The number of retirees has risen in Syria from around 2,000 workers a year prior to the war to about 7,000, according to a report issued by pro-regime website Syria Steps.
According to the report, Director of Social Insurance in Damascus Ghassan Daiyoub said the number of retirees has doubled over the past four years, noting that workers in the public and private sectors tend to retire before the mandatory age, adding that some of them are applying for partial retirement even prior to obtaining a pension.
Official statistics provided by Syrian Prime Minister Wael al-Halqi confirm the government had dismissed 7,000 employees from the state apparatus out of 2.5 million employees.
Halqi confirmed that the dismissal was because employees had either left Syria and sought refuge in neighboring countries (but have continued collecting their salaries through bank cards), or because a number of them had taken up arms against the regime. The PM did not specify the number of people who had left to neighboring countries or the number of those who now fighting alongside opposition forces.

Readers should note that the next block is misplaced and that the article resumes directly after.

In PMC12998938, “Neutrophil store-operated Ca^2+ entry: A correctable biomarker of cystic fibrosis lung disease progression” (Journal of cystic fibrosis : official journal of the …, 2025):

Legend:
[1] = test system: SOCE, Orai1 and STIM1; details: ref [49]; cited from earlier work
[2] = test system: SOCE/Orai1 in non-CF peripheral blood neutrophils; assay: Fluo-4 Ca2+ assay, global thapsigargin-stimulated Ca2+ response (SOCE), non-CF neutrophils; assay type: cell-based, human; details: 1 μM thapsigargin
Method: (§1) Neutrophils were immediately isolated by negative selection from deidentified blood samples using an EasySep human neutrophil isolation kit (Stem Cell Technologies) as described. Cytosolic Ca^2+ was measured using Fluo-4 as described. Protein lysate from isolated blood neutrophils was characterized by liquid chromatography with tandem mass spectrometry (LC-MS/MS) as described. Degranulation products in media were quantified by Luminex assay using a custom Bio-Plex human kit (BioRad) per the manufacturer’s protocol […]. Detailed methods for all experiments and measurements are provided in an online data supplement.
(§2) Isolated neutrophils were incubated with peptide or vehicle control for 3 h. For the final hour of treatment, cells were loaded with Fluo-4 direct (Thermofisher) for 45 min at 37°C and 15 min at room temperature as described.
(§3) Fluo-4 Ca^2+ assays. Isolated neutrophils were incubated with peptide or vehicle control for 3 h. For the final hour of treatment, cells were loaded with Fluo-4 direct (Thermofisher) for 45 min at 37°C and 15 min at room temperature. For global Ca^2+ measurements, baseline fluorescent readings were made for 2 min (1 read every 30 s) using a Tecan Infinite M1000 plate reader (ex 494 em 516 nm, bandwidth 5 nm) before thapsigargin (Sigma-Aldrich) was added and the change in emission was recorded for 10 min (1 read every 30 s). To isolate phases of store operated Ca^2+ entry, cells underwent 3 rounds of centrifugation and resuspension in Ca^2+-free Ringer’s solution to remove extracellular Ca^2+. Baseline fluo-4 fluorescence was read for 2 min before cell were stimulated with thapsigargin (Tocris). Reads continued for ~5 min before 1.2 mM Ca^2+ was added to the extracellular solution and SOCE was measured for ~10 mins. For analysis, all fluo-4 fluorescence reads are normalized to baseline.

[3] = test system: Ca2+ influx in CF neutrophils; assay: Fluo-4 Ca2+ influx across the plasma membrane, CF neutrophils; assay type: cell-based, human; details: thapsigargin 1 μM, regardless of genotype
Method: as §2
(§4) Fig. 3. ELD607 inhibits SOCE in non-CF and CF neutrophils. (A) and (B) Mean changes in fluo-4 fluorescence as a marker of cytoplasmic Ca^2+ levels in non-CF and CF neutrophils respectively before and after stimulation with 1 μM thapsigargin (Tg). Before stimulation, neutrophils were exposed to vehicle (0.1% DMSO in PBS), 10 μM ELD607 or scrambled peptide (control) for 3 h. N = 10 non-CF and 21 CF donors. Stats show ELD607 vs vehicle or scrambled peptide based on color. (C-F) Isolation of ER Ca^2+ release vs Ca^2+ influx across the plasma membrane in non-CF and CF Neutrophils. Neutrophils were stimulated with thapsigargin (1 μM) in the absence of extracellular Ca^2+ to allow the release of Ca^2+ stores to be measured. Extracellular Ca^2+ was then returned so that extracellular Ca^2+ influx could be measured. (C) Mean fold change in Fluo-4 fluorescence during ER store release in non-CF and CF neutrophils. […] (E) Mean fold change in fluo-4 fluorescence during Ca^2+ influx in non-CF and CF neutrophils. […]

Government employees are known to resign to escape military service or to secure their pension, as the Assad regime recently issued a decision to dismiss employees and deprive them of their salaries if attempting to escape military service.
Government data also indicates a decline of the public sector's share in the labor market over the past decade, due to the low wages of employees compared to the high costs of living.
According to the Central Bureau of Statistics, about 1.36 million workers in Syria work in the public sector – out of about 5.54 million employees distributed between the public, private and joint sectors.
Translated and edited by The Syrian Observer